“The scientific consensus is clear: our climate is changing and action is needed urgently. Yet at the same time, it can seem that the solutions needed are too large and the problem too insurmountable. Bronwyn Hayward is an international expert on sustainability, youth politics and democracy. In Sea Change: Climate Politics and New Zealand she lays out what New Zealand and New Zealanders could do to keep the average global temperature rise under 1.5 degrees.” (Adapted from Catalogue)

Ruby and the blue sky / Dewar, Katherine
“Grammy night: Ruby wins ‘Best Song’ and makes an impulsive acceptance speech that excites nature lovers across the world. While Ruby and her band celebrate, an extreme evangelical sect, funded by covert paymasters, dispatches a disciple on a ruthless mission to England. As the band plays its sold-out tour, Ruby is pursued by eco-groupies insisting she use her new fame to fight climate change. Back home, Ruby must confront a challenge not even tea, beer or her mum’s veggie lasagne will make go away…” (Catalogue)

Star sailors / McNaughton, James
“In the not too distant future, the effects of climate change devastate the world and New Zealand becomes a haven for elites. When a young couple from the wrong side of the tracks gain entry into Wellington’s most exclusive gated community, it appears their troubles are over. But they find themselves divided over the identity of Sam Starsailor, an alien prophet who has washed up on a beach near New Hokitika and is said to bring warnings from another planet.” (Adapted from Catalogue)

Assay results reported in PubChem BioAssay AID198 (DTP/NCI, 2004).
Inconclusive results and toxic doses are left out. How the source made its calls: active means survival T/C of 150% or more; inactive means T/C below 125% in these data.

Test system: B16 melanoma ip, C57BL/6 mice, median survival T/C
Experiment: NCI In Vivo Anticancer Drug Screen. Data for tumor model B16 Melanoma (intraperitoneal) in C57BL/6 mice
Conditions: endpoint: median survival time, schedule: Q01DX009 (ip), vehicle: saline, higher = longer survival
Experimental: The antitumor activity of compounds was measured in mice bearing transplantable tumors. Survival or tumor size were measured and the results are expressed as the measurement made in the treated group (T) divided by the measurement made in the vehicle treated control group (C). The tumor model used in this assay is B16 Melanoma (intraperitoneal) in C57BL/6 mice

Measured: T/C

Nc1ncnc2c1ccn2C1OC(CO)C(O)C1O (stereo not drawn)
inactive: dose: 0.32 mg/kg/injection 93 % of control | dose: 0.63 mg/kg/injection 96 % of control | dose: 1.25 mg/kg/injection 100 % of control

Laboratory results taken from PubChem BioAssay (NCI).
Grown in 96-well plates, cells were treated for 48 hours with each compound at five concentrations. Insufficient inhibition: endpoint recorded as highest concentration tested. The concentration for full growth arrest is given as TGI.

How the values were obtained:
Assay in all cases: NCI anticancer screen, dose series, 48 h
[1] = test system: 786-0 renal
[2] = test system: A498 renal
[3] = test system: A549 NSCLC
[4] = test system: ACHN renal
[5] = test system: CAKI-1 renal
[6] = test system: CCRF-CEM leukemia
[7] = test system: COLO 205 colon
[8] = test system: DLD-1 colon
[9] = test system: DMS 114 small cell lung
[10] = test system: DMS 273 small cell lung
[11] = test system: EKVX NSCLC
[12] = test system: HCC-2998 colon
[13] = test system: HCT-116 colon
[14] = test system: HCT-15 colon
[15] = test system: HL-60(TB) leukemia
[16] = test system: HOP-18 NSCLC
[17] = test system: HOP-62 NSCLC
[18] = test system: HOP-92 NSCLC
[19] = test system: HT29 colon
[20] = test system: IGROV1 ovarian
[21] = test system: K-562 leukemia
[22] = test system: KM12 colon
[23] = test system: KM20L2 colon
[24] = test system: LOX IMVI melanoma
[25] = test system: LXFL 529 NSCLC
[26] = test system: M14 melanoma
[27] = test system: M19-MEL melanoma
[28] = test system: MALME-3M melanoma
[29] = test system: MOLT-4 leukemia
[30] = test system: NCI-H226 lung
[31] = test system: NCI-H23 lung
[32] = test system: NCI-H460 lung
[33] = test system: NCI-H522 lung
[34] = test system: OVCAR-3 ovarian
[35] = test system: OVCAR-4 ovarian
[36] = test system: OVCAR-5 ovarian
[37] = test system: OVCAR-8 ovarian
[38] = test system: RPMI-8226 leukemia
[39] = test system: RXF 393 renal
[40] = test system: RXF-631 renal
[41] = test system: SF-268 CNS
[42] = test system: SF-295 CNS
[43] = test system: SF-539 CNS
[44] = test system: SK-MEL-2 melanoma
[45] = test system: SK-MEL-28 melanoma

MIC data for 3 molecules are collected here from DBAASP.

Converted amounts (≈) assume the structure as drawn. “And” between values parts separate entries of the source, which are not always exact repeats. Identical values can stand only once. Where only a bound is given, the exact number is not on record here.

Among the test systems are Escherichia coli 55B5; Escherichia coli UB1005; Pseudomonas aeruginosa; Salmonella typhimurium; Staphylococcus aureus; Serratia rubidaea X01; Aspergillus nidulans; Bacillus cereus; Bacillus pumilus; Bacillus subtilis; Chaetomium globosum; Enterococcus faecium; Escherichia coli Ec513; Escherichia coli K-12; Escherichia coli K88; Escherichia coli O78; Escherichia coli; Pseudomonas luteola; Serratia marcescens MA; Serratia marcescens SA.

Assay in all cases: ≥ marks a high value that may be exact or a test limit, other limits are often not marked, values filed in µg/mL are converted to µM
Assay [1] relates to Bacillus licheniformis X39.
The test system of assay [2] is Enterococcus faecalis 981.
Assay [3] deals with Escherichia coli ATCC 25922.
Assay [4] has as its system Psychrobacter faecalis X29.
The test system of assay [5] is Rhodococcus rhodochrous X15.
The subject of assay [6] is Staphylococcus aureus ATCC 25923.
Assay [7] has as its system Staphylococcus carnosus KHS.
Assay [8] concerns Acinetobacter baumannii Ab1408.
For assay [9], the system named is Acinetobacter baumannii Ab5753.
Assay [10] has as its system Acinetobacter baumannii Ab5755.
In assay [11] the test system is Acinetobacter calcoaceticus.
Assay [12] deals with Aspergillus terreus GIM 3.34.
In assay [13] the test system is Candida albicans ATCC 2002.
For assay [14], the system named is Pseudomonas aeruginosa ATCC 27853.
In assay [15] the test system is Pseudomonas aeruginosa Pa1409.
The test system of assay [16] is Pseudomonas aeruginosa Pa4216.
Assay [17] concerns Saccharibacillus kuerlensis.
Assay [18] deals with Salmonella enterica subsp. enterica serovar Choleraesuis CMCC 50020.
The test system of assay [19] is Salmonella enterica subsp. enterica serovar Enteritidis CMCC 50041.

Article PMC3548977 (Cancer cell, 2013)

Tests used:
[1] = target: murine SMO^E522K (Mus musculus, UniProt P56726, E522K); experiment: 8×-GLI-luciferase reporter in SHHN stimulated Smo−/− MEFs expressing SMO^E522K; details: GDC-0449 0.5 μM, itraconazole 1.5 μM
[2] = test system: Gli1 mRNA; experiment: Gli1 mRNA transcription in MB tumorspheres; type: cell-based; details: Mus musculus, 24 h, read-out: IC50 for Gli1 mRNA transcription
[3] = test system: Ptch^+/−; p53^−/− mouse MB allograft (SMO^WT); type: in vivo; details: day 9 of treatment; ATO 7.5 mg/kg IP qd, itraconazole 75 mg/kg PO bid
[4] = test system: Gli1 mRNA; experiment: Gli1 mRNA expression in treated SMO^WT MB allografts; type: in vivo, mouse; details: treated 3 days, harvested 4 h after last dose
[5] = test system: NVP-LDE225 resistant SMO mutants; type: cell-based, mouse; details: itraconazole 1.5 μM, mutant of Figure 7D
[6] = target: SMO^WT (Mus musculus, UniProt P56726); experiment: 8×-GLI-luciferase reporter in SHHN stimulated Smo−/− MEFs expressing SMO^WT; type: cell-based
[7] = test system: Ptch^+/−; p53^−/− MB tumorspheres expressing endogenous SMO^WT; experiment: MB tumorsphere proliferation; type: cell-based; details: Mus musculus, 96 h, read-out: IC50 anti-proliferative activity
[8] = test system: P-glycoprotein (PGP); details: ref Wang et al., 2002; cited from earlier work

Towards a warmer world : what climate change will mean for New Zealand’s future / Meduna, Veronika
“The year 2014 was the hottest on record since we’ve begun collecting global temperature measurements in 1880. As new thresholds are breached, acclaimed RNZ science writer Veronika Meduna explores our future in a warmer world. Beginning with lessons from our ancient geological past, this BWB Text draws on current observations and increasingly sophisticated climate models to describe possible end-of-century scenarios for New Zealand.” (Adapted from Catalogue)

Mistory : a novel / Temple, Philip
“Following Annie’s strange death, her partner is forced to think about what he has allowed to happen to his life, his community and his country. His diary, kept during the year of The Change, reveals how the example Annie left him, and the mission of his young sister Sophie, drive him to escape the life of a bureaucratic cipher and work with the Movement in its fight to bring back a free and fair way of life.” (Adapted from Catalogue)